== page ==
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Open sets in the product topology

  1. Jul 5, 2013 #1
    In reading about the Tube Lemma, an example is given where the Tube Lemma fails to apply: namely, the euclidean plane constructed as R X R. The Tube Lemma does not apply here because R is not compact. The example given is as follows:

    Consider R × R in the product topology, that is the Euclidean plane, and the open set N = { (x, y) : |x·y| < 1 }. The open set N contains {0} × R, but contains no tube, so in this case the tube lemma fails.


    I understand why N contains no tube (because as we go out along the x in the + and - direction and also as we go up and down along the y axis, the region N "hugs" these axis tighter and tighter and tighter, with no bounds on how tight it gets around the axis). My problem is I don't understand how I should know just by looking at it that N is an open set in R X R. I know that open sets in R X R in this product topology are generated by unions of basis elements, and the basis elements are generated by taking cartesian products of open sets in R. (so for example, the cartesian product of (1,2) X (2,3) would be a basis element in the product topology R X R). So I guess I could look at some bounded open region in R X R and say, yeah, well this is clearly an open set in the product topology. Or I could look at the union of a bunch of open bounded regions and it would be obvious these too were open sets since they are unions of basis elements. But when I start to look at an unbounded region, I am kind of "afraid" to trust my intuition here. Does this work because the topology generated by a basis is made up of any arbitrary union of basis elements? So I can keep "unioning" basis elements that are smaller and smaller down the axis to get that open set N?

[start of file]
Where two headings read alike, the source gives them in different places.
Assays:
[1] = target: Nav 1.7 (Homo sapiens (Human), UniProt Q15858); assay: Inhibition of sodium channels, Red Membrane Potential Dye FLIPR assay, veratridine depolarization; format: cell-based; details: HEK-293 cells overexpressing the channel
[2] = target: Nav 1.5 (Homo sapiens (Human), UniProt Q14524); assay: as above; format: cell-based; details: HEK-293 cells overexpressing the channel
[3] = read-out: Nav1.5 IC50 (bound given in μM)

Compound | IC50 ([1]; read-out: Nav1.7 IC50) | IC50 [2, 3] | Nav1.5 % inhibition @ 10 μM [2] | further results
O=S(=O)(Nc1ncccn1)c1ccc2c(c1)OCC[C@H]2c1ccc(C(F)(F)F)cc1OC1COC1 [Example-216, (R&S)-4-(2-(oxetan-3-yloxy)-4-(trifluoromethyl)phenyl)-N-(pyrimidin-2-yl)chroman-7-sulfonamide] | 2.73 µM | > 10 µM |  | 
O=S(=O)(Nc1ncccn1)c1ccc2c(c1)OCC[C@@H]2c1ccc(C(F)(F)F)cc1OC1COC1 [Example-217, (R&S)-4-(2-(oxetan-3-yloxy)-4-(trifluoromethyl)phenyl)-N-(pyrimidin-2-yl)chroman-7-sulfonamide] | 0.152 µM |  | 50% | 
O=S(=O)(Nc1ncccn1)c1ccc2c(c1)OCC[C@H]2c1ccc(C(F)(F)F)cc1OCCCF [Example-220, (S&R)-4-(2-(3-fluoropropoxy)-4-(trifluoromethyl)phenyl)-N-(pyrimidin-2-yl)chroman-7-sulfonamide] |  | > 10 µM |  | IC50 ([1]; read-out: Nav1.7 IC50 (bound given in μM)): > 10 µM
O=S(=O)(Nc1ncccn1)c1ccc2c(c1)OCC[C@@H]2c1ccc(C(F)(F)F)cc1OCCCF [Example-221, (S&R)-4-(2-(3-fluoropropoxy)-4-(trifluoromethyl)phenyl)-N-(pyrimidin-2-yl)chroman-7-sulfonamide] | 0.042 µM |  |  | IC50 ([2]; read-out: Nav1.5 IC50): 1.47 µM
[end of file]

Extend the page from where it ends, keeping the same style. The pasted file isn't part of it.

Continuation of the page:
EDIT: Also, why wouldn't that example for the tube lemma not applying not apply to the case where we have R X [-1,1] with the subspace topology inherited from R X R? Because here [-1,1] is compact, but if we still take N = N = { (x, y) : |x·y| < 1 } then it keeps "hugging" the x - axis as it gets further and further out and I don't see how we could get a tube in there?
     
    Last edited: Jul 5, 2013
  2. jcsd
  3. Jul 5, 2013 #2

    micromass

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    The easiest way is to take ##f:\mathbb{R}^2\rightarrow \mathbb{R}:(x,y)\rightarrow |x-y|##. Then ##N = f^{-1}( (-\infty, 1) )## and is open as the inverse image of an open set under a continuous map.
     
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